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Climate Degradation and Local Preparedness Discussion at CPL


Climate Degradation and Local Preparedness Discussion

Event: Feb 21, 2018, 7:00 PM to 8:30 PM

The Craftsbury Energy Committee  are hosting Michael Billingsley with a talk on Climate Degradation and Local Preparedness at the Craftsbury Library on Wed. Feb. 21 at 7 PM.

Rapidly-warming Arctic oceans, melting Greenland and Antarctic ice sheets, and other big effects such as the warming of Russian and Alaskan permafrost tundra, are shifting ocean currents, affecting our health and changing our weather. These somewhat unpredictable changes have never occurred before in known human history. As it occurs, such degradation is going to challenge local patterns of weather, wildlife and insects, and may include more extreme rainfall, infestations of forests and problems we have never encountered before. Getting together and thinking ahead can solve and prepare for weather-caused local hazards and regional emergencies.

Michael Billingsley is a former psychologist and college teacher who for the past 20 years has been studying ancient climate and geologic events around the North Atlantic as part of his research into the development of Bronze Age Irish culture. He is now Emergency Management Director for the town of Plainfield VT and helps lead that town's Hazard Mitigation Committee. He is or has been a member of the International Permafrost Association, American Geophysical Union, Royal Astronomical Society of Canada, Permafrost Young Researchers Network (UNESCO) and American Seismological Association and frequently posted about space weather events on NASA's Solar Dynamics Observatory webpage. He was a volunteer team member helping with disaster response for Hurricane Katrina and Haiti's Port au Prince earthquake, and worked on the volcano monitoring team of Iceland's Eyjafjallajkull volcano in 2010 (and developed the prediction model with French mathematician Michel Socuel - which allowed them to accurately predict and warn the final eruptive phase).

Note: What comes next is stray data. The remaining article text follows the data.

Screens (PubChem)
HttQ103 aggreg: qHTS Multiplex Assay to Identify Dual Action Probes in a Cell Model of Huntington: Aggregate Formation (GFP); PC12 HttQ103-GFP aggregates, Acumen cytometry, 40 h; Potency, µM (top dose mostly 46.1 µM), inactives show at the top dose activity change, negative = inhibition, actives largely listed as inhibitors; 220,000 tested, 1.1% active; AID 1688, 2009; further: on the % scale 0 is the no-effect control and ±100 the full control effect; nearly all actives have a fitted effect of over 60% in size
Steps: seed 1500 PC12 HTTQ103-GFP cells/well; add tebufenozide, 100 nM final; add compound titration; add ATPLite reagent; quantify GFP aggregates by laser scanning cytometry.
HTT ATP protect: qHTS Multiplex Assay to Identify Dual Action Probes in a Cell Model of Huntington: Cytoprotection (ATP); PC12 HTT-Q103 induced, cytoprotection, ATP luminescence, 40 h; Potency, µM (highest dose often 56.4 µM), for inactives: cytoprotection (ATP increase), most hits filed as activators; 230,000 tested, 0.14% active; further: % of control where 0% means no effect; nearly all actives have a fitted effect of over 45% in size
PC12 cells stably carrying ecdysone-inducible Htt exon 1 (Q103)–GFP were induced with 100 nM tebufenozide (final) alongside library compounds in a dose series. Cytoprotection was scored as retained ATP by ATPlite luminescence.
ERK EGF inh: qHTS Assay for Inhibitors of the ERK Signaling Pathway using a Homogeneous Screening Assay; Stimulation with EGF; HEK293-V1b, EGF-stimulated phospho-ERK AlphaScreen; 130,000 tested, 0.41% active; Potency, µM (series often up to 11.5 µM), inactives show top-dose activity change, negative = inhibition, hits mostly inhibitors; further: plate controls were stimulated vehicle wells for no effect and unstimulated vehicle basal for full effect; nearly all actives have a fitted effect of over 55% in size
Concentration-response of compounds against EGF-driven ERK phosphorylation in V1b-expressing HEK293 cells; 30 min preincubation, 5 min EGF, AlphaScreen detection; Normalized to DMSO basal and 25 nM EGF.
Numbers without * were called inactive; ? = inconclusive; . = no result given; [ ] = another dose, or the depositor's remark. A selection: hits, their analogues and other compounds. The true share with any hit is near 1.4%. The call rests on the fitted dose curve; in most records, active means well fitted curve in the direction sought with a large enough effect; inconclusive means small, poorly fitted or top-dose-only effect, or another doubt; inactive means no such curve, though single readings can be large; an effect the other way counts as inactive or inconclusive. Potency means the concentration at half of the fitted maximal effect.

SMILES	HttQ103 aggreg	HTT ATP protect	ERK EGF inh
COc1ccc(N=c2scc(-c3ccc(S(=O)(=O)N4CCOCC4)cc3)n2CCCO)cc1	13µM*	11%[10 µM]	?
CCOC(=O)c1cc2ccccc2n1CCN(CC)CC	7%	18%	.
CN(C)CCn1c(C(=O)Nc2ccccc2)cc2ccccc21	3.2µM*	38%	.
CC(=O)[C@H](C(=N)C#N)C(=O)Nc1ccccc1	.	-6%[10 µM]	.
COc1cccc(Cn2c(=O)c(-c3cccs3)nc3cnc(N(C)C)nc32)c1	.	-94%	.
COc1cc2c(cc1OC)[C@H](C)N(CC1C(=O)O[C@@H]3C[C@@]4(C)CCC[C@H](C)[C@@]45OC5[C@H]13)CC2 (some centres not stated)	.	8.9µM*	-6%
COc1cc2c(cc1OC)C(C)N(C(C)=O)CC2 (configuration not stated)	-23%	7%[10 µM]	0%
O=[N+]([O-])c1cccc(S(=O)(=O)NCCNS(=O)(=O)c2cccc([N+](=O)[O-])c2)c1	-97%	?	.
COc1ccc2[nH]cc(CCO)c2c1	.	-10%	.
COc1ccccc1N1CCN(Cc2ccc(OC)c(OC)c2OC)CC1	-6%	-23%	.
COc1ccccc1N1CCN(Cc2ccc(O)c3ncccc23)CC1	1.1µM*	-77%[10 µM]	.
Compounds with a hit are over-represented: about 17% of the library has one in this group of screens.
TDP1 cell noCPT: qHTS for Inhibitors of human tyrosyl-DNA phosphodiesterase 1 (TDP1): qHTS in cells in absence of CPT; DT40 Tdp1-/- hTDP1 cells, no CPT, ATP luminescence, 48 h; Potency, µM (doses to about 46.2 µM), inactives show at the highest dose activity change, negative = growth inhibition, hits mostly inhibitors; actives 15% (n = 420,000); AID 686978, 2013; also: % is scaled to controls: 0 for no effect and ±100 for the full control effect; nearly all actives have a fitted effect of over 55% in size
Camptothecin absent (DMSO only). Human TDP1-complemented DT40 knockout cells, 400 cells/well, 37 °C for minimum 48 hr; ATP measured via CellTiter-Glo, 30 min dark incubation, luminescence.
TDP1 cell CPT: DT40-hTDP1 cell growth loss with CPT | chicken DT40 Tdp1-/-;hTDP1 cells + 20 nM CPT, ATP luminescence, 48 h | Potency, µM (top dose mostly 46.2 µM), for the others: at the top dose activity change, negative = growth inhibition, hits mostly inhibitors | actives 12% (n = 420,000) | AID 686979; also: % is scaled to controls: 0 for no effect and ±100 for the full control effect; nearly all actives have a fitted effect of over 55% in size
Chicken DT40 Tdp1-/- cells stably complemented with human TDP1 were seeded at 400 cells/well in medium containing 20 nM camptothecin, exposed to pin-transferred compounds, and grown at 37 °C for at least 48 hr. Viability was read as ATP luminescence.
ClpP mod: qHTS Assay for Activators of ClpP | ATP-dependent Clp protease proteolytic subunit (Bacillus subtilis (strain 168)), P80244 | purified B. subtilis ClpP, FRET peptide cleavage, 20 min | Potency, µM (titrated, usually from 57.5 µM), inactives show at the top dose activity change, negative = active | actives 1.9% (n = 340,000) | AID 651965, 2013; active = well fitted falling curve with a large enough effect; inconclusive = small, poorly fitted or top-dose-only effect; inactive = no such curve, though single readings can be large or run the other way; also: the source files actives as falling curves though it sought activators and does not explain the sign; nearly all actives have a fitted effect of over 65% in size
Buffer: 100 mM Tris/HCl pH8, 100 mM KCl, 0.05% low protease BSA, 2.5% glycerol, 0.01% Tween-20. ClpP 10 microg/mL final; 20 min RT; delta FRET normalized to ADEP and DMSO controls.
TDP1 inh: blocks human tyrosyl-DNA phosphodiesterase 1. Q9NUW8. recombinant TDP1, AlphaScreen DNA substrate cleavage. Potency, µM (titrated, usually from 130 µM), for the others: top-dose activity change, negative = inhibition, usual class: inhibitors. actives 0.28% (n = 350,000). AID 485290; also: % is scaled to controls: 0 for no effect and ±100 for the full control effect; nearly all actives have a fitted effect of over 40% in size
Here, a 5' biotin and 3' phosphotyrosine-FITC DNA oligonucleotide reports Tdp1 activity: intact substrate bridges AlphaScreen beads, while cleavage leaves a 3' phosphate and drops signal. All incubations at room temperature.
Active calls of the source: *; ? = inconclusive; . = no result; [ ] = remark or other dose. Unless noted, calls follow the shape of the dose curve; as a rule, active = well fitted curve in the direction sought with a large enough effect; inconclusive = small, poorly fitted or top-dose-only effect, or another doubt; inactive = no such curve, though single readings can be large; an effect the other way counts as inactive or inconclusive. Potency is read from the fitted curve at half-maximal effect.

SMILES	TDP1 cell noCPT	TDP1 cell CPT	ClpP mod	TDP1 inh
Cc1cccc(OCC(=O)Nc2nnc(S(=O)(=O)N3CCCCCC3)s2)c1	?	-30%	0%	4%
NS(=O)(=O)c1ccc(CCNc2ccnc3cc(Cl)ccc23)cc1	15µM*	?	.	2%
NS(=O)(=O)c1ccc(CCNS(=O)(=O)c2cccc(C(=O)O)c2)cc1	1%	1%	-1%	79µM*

For the past several years he has been studying rapidly warming conditions in the Arctic polar region and monitoring the effect upon North American, European and Russian weather. He works informally with (and has presented for) Vermont Emergency Management and FEMA about flooding risks and community response. His intermittent climate & environmental alerts can be read at For more information call Energy Committee Chair, Amelia Fritz, at 586-2887.

Earlier Event: February 21
Community Dinner at UCC
Later Event: February 22
Bone Builders at CCCC